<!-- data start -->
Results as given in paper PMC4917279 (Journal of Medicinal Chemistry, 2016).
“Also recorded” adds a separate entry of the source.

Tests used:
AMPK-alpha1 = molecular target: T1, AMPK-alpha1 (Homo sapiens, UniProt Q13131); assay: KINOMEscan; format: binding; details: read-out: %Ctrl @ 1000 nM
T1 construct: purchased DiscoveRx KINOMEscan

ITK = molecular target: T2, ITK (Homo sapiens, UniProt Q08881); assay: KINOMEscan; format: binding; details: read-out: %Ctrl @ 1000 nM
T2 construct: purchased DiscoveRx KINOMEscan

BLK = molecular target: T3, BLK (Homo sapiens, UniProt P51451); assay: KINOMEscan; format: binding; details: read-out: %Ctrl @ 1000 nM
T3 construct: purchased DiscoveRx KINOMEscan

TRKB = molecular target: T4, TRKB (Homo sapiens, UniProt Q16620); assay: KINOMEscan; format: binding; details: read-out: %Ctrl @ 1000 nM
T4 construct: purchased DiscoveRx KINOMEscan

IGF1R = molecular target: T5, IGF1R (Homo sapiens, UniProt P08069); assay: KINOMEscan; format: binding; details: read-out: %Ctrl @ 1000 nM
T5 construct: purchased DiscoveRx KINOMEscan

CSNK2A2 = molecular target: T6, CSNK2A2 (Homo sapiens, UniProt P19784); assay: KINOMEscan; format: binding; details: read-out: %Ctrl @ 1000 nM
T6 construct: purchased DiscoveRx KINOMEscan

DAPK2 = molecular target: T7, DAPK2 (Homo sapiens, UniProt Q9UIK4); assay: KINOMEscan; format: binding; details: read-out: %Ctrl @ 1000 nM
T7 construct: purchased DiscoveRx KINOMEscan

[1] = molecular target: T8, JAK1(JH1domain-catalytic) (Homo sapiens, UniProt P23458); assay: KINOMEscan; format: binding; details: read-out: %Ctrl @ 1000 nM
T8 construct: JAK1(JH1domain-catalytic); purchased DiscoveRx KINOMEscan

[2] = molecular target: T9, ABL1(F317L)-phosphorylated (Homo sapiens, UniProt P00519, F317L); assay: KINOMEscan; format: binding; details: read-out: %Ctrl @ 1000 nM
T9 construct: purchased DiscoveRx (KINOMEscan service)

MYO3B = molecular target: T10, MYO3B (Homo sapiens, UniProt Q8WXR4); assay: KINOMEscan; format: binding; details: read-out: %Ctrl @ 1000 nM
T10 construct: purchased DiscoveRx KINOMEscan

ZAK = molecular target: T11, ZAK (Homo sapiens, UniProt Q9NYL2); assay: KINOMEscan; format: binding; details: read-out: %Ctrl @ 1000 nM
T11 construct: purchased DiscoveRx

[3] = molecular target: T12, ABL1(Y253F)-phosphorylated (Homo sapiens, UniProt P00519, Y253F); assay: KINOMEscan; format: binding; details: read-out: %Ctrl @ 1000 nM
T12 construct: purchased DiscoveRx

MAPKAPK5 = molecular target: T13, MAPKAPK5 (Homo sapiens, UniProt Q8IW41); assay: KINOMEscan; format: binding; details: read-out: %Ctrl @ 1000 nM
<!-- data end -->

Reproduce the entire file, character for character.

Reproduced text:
Results as given in paper PMC4917279 (Journal of Medicinal Chemistry, 2016).
“Also recorded” adds a separate entry of the source.

Tests used:
AMPK-alpha1 = molecular target: T1, AMPK-alpha1 (Homo sapiens, UniProt Q13131); assay: KINOMEscan; format: binding; details: read-out: %Ctrl @ 1000 nM
T1 construct: purchased DiscoveRx KINOMEscan

ITK = molecular target: T2, ITK (Homo sapiens, UniProt Q08881); assay: KINOMEscan; format: binding; details: read-out: %Ctrl @ 1000 nM
T2 construct: purchased DiscoveRx KINOMEscan

BLK = molecular target: T3, BLK (Homo sapiens, UniProt P51451); assay: KINOMEscan; format: binding; details: read-out: %Ctrl @ 1000 nM
T3 construct: purchased DiscoveRx KINOMEscan

TRKB = molecular target: T4, TRKB (Homo sapiens, UniProt Q16620); assay: KINOMEscan; format: binding; details: read-out: %Ctrl @ 1000 nM
T4 construct: purchased DiscoveRx KINOMEscan

IGF1R = molecular target: T5, IGF1R (Homo sapiens, UniProt P08069); assay: KINOMEscan; format: binding; details: read-out: %Ctrl @ 1000 nM
T5 construct: purchased DiscoveRx KINOMEscan

CSNK2A2 = molecular target: T6, CSNK2A2 (Homo sapiens, UniProt P19784); assay: KINOMEscan; format: binding; details: read-out: %Ctrl @ 1000 nM
T6 construct: purchased DiscoveRx KINOMEscan

DAPK2 = molecular target: T7, DAPK2 (Homo sapiens, UniProt Q9UIK4); assay: KINOMEscan; format: binding; details: read-out: %Ctrl @ 1000 nM
T7 construct: purchased DiscoveRx KINOMEscan

[1] = molecular target: T8, JAK1(JH1domain-catalytic) (Homo sapiens, UniProt P23458); assay: KINOMEscan; format: binding; details: read-out: %Ctrl @ 1000 nM
T8 construct: JAK1(JH1domain-catalytic); purchased DiscoveRx KINOMEscan

[2] = molecular target: T9, ABL1(F317L)-phosphorylated (Homo sapiens, UniProt P00519, F317L); assay: KINOMEscan; format: binding; details: read-out: %Ctrl @ 1000 nM
T9 construct: purchased DiscoveRx (KINOMEscan service)

MYO3B = molecular target: T10, MYO3B (Homo sapiens, UniProt Q8WXR4); assay: KINOMEscan; format: binding; details: read-out: %Ctrl @ 1000 nM
T10 construct: purchased DiscoveRx KINOMEscan

ZAK = molecular target: T11, ZAK (Homo sapiens, UniProt Q9NYL2); assay: KINOMEscan; format: binding; details: read-out: %Ctrl @ 1000 nM
T11 construct: purchased DiscoveRx

[3] = molecular target: T12, ABL1(Y253F)-phosphorylated (Homo sapiens, UniProt P00519, Y253F); assay: KINOMEscan; format: binding; details: read-out: %Ctrl @ 1000 nM
T12 construct: purchased DiscoveRx

MAPKAPK5 = molecular target: T13, MAPKAPK5 (Homo sapiens, UniProt Q8IW41); assay: KINOMEscan; format: binding; details: read-out: %Ctrl @ 1000 nM